Jewish Americans, Prioritizing Climate, Get Out the Vote in the Midterm Elections

Though ballots are still being counted, and the results of the tightest races are still undecided, one thing is clear: climate change was among the top issues that motivated Jewish people to vote — and to volunteer their time to get out the vote.

Inspired by passage of the Inflation Reduction Act which contained $370 billion in clean energy and climate investments, Dayenu: A Jewish Call to Climate Action launched Chutzpah 2022, a non-partisan get-out-the-vote effort  in partnership with the Environmental Voter Project.

The goal of the Chutzpah 2022 campaign was to elevate climate as an election issue, and mobilize our community to connect with and inspire voters who are concerned about the climate crisis. The results exceeded our expectations, as

  • More than 400 volunteers and speakers
  • From 23 partner organizations
  • Filled 525 volunteer shifts (Goal: 250)
  • Made 259,353 phone calls to infrequent environmental voters (Goal: 150,000)
  • Had 6,286 conversations with voters and members of their households about making a plan to vote (Goal: 3,000)
  • Engaged in a total of 24,893 minutes of calls, the equivalent of 414 hours, or 17 days of straight phone calls.

Rabbi Jennie Rosenn, Dayenu Founder and CEO said:

“We’ve demonstrated that regardless of who wins this election, Jewish Americans are mobilizing across the country, bringing our voices, people, and power to confront the climate crisis. We expect our leaders to have the chutzpah to take the kind of climate action that’s morally necessary – not just what’s politically expedient. We stand ready to support bold efforts that ensure a just and sustainable future for all, for generations to come.”

In the 10 weeks leading up to Election Day,  hundreds of Jewish climate activists volunteered to phone-bank, and knock on doors, providing voting information to Jews and other voters who care about the environment, but don’t always vote.

Some early phone banking took place in Sukkot, the temporary dwelling places built for the Jewish festival. In the weeks since, Jewish organizations from across the country joined as partners. Phone banking shifts opened with kavannot — inspiring Jewish teachings — and Jewish musicians ended the gatherings by playing live music.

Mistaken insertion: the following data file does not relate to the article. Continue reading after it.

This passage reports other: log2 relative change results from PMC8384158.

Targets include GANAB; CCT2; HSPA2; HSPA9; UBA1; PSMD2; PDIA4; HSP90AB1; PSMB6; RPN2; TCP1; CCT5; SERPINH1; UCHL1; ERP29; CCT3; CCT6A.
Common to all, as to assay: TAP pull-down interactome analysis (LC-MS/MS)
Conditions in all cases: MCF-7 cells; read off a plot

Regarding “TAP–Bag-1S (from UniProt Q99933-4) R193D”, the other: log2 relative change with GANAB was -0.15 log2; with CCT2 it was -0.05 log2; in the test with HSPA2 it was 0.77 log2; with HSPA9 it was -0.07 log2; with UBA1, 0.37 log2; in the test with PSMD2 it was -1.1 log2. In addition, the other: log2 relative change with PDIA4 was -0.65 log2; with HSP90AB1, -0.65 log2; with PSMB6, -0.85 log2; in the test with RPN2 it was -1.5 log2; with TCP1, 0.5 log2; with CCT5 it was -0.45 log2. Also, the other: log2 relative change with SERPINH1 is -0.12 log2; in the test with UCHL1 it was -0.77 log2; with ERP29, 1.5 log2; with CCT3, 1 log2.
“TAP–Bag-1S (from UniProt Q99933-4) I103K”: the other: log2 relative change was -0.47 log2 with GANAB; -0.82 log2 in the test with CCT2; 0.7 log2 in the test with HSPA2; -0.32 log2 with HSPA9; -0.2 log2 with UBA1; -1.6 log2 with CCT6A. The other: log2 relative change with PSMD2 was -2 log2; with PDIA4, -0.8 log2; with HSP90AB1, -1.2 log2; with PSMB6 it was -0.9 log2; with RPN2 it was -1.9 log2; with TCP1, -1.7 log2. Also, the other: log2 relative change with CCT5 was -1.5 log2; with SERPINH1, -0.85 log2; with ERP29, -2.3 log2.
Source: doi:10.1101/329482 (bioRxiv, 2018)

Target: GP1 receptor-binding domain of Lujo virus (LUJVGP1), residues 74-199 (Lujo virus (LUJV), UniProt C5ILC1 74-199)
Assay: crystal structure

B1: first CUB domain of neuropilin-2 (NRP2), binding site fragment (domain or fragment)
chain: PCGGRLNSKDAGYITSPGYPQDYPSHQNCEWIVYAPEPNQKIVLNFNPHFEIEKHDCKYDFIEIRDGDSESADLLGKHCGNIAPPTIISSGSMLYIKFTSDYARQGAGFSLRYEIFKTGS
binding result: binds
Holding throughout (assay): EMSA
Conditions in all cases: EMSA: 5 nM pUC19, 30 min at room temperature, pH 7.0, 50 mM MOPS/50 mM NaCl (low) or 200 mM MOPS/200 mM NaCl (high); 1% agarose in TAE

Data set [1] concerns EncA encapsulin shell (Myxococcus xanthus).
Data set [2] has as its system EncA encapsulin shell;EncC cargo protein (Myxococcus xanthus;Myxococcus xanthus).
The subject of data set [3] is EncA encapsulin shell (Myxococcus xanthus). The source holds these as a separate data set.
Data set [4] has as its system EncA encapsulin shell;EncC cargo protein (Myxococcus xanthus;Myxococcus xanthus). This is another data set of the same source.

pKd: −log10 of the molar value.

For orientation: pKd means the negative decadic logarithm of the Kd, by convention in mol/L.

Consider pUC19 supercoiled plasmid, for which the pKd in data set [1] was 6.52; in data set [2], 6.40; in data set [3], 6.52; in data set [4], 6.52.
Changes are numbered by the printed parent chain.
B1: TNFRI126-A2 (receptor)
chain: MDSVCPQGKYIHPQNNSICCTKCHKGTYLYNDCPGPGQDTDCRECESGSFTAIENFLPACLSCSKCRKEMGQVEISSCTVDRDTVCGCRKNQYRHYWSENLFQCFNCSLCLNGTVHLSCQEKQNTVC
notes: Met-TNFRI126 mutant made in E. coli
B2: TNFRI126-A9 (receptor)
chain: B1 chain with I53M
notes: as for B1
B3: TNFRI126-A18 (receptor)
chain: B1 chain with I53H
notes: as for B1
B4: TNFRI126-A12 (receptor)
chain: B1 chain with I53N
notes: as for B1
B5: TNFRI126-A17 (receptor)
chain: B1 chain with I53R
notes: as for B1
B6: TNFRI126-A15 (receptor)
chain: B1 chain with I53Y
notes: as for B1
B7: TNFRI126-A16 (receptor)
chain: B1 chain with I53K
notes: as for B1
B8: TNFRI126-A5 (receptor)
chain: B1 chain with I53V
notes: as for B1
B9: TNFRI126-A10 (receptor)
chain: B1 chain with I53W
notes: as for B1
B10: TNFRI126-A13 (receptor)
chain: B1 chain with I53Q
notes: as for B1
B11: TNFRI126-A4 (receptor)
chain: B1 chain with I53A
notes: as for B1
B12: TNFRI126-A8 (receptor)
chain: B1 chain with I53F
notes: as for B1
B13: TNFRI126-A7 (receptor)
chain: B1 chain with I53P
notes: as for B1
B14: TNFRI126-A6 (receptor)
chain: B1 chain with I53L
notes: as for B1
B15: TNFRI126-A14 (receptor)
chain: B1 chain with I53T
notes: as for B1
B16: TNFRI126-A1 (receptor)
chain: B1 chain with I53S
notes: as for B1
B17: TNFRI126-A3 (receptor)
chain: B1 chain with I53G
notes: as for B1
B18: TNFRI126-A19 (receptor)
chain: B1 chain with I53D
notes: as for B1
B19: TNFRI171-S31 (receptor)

• “I got someone who was really happy I called because they were not sure what their options were today.” – Rendy A, Brooklyn, NY, Election Day phone bank.

  • “Thanks so much for making this happen. Being in a Jewish group and getting these kavanot, debriefs, and musical moments really makes this a wonderful experience.” – Liz G, New York, NY

  • “The framing with Jewish values at the beginning and songs at the end really elevated the experience of calling voters to feel more communal, uplifting, and meaningful.” – Harli S., Muhlenberg College student, Allentown, PA

  • “The Torah commands us to do this kind of thing; to try to create justice in the world. And climate justice is one of the big ones.” – Dan G., Peninsula Temple Sholom, Pacifica, CA

While Jews are only 2% of the U.S. population, we bring our voices, power and organizing to make a difference. Using publicly available databases and modeling, we identified Jewish and infrequent environmental voters in races across key states like Arizona, Georgia, Pennsylvania, and Virginia.

As investments from the Inflation Reduction Act are deployed, Dayenu will continue to mobilize the Jewish community to hasten the end of the era of fossil fuels, and build a clean energy future. In the coming weeks, we’ll launch a new effort to shift Jewish institutions’ $100 billion in investments away from fossil fuels and towards clean energy.

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